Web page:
Monday, 19 June 2006

I've seen that one before

Saturday night's sparkling productionL'Elisir d'Amore at Grange Park (review to appear in due course) was set in the 1950's. This is the 3rd time that I've seen this opera transposed to this period. Part of the charm of moving the setting to mid-20th century is the ability to give Dulcamara a motorised vehicle.


But more than this, the production set me wondering about the influence of older productions and whether its possible to come up with anything new.


When Josephine Barstow went to the Soviet Union to sing her husband, Ande Anderson, took her through the possible productions (seven I believe) so that she'd be prepared for anything. The idea that there are a given number of basic configurations possible in a production is both appealing and appalling.


I first saw L'Elisir d'Amore in the 1970's in Scotland. Scottish Opera's production was set in the 20th century and Dulcamara made a very striking entrance in a stylish car, quite a coup on the relatively small Glasgow Theatre Royal stage. I have since seen 2 further 20th century settings for this opera (including Grange Park), plus a couple of traditional ones. Does this mean that the 20th century setting says something profound about the way producers see the opera. Or was is simply that a whole generation of UK producers grew up knowing about a particular influential production of the opera, perhaps even the Scottish Opera one that I saw.


If there is indeed nothing new upon the earth, then the air of desperation that attaches itself to some rather modish productions, becomes more understandable; the producer's desire to say something new fighting with the essential inability to create anything which has not been tried before.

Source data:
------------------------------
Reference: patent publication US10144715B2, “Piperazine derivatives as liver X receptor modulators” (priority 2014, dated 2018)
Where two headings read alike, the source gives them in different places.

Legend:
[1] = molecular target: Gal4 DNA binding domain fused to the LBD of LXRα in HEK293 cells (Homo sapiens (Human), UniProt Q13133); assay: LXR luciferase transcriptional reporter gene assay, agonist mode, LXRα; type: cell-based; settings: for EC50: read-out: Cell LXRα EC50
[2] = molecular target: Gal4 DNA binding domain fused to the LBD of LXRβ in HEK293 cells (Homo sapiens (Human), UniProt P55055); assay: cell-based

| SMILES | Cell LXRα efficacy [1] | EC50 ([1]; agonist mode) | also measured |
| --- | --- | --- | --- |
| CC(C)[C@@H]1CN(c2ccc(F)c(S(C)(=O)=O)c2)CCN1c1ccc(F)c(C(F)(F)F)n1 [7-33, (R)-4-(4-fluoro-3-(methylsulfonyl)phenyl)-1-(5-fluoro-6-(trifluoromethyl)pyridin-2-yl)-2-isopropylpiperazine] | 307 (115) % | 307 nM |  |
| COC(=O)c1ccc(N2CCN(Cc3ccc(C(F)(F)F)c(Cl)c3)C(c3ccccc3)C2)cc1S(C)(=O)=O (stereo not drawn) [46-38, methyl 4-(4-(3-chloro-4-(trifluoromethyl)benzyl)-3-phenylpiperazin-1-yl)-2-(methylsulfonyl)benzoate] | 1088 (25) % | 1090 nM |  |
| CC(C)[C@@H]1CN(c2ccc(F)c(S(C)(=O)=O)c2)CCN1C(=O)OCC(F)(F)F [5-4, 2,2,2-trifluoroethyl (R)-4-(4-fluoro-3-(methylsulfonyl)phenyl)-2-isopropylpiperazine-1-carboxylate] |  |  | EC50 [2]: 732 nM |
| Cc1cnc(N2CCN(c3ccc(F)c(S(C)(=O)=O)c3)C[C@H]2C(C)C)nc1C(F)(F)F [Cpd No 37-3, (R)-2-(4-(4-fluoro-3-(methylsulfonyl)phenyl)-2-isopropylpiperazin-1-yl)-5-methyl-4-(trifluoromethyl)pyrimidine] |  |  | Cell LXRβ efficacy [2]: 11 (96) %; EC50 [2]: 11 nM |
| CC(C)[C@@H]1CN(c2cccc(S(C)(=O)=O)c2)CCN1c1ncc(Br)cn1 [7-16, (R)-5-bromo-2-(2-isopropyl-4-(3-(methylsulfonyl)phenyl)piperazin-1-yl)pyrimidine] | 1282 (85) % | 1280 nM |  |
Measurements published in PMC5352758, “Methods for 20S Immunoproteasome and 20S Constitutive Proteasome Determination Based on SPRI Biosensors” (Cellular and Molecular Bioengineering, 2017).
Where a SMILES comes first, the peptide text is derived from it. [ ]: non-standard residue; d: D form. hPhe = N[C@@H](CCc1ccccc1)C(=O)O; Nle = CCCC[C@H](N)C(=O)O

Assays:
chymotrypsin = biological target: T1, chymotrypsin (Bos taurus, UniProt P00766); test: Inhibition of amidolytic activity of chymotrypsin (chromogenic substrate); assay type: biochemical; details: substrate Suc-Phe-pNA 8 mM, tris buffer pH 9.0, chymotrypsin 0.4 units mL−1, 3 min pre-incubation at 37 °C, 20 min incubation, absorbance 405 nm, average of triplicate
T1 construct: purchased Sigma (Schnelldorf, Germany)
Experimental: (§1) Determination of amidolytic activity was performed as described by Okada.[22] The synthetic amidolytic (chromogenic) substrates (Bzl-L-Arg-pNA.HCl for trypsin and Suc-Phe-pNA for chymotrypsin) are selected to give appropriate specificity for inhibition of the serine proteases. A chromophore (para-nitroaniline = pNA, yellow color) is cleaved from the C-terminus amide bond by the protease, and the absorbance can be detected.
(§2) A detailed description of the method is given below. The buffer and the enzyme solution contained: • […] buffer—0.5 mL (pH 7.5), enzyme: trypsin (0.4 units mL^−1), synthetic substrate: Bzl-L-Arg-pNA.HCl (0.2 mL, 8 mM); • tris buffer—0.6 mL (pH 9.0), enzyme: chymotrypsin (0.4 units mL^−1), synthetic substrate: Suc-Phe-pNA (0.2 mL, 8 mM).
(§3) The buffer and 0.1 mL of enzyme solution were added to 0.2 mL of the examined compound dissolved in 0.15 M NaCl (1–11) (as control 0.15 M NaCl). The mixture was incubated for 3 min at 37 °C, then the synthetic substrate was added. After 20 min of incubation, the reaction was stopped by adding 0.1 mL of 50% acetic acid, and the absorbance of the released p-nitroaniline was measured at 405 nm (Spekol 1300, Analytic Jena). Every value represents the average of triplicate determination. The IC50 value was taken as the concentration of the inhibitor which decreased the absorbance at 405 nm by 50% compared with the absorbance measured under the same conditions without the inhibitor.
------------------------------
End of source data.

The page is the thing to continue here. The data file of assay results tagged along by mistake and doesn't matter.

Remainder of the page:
Similarly, Scottish Opera in the same period had a production of Don Pasquale set in modern times. This is again a conceit which re-occurs. Though I did not like it much, Jonathan Miller's new production at Covent Garden at least had the apparent novelty of mining a vein not tried before, moving the opera to the 18th century.


Another area where production repeats occur is in the operas of Richard Strauss; it has become a common place to perform them set during the time of their composition.

The most recent productions of Arabella and Ariadne auf Naxoz at Covent Garden tried to get out of this rut by being determinedly modern, but simply fell into another of the 'standard' seven productions. In fact, when ENO first mounted Ariadne they managed to be totally unusual by setting it in the original period of Strauss's intention.


Perhaps there is scope for a book of production family trees, tracing the influence of notable productions. Not necessaily the biggies, like Wieland Wagner, but those productions which have stayed in memories and produced numerous sibilings, children and cousins.

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